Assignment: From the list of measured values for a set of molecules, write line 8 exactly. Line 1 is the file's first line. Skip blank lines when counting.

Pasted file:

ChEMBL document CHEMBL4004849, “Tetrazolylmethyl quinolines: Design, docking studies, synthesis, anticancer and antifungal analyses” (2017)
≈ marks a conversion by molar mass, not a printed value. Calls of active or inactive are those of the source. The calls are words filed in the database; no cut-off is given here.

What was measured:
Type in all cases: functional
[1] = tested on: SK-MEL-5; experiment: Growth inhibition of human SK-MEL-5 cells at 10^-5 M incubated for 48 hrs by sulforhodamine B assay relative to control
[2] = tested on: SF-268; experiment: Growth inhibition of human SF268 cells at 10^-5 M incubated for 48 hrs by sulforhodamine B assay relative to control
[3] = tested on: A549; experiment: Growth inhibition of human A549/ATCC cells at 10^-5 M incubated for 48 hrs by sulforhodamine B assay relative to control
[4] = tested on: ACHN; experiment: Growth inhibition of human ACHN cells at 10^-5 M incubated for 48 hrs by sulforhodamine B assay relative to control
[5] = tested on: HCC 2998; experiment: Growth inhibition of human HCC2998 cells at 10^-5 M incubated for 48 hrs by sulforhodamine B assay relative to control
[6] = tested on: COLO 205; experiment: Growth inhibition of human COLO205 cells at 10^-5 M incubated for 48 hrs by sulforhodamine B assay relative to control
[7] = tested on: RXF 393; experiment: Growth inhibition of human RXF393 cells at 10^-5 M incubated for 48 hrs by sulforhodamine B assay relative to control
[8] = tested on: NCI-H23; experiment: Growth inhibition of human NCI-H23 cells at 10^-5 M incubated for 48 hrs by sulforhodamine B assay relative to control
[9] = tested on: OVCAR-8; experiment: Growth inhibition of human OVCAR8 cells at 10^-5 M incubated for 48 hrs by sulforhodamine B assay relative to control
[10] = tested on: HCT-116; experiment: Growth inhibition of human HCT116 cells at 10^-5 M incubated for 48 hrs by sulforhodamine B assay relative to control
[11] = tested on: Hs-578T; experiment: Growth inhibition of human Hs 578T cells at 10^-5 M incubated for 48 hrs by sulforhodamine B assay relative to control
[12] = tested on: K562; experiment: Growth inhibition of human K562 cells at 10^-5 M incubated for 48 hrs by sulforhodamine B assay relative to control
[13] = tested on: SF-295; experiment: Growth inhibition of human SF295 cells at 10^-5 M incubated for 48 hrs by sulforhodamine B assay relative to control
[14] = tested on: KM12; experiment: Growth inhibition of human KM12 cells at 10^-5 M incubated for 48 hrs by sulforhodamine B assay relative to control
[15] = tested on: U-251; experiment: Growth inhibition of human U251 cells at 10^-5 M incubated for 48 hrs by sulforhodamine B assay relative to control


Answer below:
[4] = tested on: ACHN; experiment: Growth inhibition of human ACHN cells at 10^-5 M incubated for 48 hrs by sulforhodamine B assay relative to control